Justin, My mother just turned 75. She’s healthy for her age, but I’m starting to see things that concern me. I want to help her, but I’m still raising two boys of my own, and I’m feeling overwhelmed. Can you point me in the right direction? – Judy
Judy, You are not alone. You’re a member of the Sandwich Generation, a growing segment of the population between the ages of 40 and 60 who is raising a child while also caring for a parent. Being a part of the Sandwich Generation means you’ll face a unique set of legal challenges, and you’ve already taken the right first step by seeking to arm yourself with knowledge so that you can avoid major setbacks down the road.
There are three things everyone in the Sandwich Generation must know. I’ll cover the first one in this answer, and I’ll discuss the other two in this space in the coming weeks.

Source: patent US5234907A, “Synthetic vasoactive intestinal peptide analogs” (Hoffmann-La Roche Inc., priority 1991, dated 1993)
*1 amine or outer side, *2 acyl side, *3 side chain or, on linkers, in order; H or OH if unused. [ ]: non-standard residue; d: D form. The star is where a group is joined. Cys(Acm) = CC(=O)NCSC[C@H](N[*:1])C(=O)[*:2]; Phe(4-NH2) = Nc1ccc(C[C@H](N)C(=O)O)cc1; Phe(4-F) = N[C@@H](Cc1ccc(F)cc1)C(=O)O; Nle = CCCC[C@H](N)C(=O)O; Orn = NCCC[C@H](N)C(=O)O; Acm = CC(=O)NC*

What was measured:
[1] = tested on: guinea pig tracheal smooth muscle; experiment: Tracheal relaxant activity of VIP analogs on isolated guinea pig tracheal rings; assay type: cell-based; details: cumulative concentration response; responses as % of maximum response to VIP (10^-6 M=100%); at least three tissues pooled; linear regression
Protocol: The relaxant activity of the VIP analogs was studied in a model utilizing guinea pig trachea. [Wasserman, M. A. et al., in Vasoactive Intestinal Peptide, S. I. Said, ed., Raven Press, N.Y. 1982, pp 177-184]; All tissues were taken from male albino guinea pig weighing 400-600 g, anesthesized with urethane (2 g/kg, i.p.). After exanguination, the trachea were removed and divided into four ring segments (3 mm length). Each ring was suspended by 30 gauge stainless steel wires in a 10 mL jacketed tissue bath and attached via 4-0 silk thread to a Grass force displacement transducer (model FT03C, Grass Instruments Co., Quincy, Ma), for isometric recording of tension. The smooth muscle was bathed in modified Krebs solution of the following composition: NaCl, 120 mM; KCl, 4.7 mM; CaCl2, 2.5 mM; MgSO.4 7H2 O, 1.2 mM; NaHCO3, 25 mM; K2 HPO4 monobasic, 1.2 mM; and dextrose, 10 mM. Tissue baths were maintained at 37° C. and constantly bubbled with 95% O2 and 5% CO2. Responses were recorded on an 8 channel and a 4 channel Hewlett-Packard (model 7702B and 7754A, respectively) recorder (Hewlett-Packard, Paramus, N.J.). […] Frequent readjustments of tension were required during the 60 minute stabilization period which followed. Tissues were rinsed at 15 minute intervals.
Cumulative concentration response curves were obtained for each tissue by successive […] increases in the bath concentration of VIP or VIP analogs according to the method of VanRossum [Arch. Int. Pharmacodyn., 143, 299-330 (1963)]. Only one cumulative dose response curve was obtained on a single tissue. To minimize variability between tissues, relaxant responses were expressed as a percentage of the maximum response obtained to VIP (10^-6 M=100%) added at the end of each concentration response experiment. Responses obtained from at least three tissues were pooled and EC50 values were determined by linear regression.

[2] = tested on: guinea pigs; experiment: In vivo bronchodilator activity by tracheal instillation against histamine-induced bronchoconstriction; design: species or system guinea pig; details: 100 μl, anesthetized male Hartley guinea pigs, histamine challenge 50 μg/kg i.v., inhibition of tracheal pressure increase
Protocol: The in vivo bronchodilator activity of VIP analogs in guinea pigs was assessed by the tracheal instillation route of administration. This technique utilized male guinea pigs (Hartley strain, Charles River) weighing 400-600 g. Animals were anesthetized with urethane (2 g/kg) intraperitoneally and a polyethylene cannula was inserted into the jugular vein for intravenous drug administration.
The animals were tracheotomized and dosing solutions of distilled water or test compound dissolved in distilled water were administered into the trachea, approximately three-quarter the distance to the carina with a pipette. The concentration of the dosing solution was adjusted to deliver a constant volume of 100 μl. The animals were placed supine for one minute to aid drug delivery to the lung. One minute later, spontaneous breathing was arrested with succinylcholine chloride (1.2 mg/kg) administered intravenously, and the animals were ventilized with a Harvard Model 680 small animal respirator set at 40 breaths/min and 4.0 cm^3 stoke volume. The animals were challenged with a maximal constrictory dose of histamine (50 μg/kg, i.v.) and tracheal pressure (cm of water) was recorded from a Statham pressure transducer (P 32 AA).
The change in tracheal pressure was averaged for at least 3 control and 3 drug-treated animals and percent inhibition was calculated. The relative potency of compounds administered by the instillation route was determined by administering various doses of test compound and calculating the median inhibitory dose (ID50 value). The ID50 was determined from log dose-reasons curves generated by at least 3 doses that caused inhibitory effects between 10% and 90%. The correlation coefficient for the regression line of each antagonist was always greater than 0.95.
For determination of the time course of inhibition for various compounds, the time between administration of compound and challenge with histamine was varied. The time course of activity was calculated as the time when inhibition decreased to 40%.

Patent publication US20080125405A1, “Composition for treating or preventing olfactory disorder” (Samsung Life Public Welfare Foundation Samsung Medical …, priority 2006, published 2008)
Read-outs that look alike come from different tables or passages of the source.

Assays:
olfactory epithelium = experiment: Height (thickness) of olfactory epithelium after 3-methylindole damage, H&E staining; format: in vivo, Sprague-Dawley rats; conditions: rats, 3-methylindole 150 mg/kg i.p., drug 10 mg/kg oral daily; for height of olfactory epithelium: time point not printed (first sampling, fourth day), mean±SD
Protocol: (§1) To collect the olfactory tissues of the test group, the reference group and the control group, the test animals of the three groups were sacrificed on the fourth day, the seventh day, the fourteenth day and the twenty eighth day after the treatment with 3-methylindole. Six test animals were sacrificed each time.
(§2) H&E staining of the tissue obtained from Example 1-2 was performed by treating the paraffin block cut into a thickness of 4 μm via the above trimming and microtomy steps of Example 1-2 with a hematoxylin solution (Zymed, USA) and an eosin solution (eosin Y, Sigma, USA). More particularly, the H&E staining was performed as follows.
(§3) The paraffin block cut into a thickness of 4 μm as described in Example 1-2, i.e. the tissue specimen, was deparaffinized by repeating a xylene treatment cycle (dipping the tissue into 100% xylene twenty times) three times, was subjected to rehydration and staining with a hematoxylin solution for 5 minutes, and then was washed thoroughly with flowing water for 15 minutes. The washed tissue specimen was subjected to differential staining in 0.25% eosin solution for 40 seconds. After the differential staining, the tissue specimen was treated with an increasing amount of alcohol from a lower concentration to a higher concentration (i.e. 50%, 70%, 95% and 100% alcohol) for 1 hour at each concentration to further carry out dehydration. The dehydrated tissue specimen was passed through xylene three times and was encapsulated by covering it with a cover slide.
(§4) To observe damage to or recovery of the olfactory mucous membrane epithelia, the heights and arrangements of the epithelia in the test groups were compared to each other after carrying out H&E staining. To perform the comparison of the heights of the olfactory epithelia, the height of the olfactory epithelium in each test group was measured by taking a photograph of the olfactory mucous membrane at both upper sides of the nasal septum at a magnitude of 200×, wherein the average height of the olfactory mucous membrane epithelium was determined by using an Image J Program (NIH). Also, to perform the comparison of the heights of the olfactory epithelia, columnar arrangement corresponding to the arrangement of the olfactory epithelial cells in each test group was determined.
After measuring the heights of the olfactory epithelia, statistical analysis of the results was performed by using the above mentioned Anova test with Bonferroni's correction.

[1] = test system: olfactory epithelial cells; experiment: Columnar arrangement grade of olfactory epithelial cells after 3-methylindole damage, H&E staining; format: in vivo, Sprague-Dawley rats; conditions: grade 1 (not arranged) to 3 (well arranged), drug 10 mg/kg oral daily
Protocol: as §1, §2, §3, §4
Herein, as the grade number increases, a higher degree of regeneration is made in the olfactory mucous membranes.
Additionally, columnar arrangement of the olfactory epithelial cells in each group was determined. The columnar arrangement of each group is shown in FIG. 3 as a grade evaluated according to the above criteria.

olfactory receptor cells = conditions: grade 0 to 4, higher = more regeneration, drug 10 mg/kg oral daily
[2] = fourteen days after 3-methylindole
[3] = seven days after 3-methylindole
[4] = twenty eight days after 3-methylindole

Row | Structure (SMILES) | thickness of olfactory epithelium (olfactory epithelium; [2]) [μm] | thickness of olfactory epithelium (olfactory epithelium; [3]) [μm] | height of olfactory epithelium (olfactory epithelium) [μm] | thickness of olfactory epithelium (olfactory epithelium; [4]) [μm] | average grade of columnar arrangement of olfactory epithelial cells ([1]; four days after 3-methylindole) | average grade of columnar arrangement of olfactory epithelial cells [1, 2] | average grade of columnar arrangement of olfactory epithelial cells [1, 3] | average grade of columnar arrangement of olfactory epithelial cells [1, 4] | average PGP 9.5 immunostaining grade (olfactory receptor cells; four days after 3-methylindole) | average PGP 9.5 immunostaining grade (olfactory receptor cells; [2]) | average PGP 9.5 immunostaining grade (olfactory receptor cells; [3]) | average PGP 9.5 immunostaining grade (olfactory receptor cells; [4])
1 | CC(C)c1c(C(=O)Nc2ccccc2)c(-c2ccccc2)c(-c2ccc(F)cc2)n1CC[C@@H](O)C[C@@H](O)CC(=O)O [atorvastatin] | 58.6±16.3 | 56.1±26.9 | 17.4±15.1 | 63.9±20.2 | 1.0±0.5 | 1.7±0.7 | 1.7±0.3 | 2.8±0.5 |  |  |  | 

First, your mother needs to name a power of attorney, and so do you. A power of attorney is a legal document that allows one person to conduct business on behalf of another. Signing a power of attorney doesn’t take away your ability to manage your own affairs; it just adds another who can legally help when needed. You need to cover both financial matters and healthcare issues. Without solid power of attorney documents, family members can be stonewalled by financial institutions, insurance companies, and healthcare providers when they attempt to help.
As a person gets older, the need for power of attorney documents may become more obvious. But you shouldn’t wait until needs arise—that can be too late. People like you in the Sandwich Generation should insist that your parents take care of this important first step in planning. You should do it yourself, too.
The attorneys in my firm would love to help you with this. Call today for a no-charge strategy session, and check out our website to learn more.